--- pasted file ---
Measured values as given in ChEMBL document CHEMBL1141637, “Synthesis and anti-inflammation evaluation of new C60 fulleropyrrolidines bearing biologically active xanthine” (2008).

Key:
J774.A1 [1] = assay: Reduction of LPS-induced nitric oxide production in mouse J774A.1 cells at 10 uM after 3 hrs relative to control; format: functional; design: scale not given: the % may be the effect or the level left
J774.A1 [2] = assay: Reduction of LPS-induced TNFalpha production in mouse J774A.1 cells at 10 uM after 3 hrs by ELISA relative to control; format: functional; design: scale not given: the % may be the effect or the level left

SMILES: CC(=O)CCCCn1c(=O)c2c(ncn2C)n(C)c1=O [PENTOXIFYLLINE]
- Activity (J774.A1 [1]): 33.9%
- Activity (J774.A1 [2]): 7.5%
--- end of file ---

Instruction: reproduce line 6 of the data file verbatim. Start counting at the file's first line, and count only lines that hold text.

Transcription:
- Activity (J774.A1 [1]): 33.9%